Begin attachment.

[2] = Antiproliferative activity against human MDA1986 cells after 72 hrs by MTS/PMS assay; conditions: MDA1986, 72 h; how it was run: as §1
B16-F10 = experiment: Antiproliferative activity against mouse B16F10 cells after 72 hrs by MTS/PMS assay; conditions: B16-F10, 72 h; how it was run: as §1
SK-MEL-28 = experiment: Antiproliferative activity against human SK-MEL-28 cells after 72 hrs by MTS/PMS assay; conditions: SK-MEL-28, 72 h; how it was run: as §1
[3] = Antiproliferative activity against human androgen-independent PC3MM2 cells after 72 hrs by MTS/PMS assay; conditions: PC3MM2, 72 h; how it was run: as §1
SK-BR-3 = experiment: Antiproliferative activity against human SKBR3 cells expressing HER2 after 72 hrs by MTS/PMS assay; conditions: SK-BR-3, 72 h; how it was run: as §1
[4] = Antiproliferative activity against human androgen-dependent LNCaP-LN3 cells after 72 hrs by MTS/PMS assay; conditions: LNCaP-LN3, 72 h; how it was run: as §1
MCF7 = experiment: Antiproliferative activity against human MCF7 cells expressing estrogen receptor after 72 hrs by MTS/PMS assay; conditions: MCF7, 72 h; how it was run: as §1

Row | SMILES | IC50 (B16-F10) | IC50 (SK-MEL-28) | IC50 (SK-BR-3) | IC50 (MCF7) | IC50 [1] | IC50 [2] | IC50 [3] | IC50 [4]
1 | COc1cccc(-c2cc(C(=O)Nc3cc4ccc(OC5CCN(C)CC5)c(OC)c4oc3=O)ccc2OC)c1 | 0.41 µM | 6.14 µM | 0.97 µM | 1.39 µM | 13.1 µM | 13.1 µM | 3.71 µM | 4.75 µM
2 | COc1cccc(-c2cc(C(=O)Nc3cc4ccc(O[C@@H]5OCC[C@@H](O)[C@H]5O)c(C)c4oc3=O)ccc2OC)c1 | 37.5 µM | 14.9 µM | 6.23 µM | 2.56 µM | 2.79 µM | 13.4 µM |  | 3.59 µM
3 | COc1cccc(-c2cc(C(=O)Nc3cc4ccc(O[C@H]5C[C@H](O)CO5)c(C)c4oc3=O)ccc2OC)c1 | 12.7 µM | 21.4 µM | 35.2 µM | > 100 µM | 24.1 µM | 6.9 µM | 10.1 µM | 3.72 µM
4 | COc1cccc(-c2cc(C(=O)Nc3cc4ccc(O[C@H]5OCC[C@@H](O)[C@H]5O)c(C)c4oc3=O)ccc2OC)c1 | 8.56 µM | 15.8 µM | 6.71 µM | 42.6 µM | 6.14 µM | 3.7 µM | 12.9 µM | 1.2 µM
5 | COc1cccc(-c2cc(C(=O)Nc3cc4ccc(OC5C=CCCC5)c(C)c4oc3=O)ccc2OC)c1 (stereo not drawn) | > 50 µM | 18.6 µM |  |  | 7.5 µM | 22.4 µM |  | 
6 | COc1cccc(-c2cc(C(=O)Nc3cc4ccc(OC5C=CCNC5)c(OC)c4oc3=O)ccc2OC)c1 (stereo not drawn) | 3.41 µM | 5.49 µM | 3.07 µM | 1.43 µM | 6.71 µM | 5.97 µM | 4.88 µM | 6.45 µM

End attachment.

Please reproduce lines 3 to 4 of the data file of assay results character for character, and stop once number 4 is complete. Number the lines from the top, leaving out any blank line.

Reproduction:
SK-MEL-28 = experiment: Antiproliferative activity against human SK-MEL-28 cells after 72 hrs by MTS/PMS assay; conditions: SK-MEL-28, 72 h; how it was run: as §1
[3] = Antiproliferative activity against human androgen-independent PC3MM2 cells after 72 hrs by MTS/PMS assay; conditions: PC3MM2, 72 h; how it was run: as §1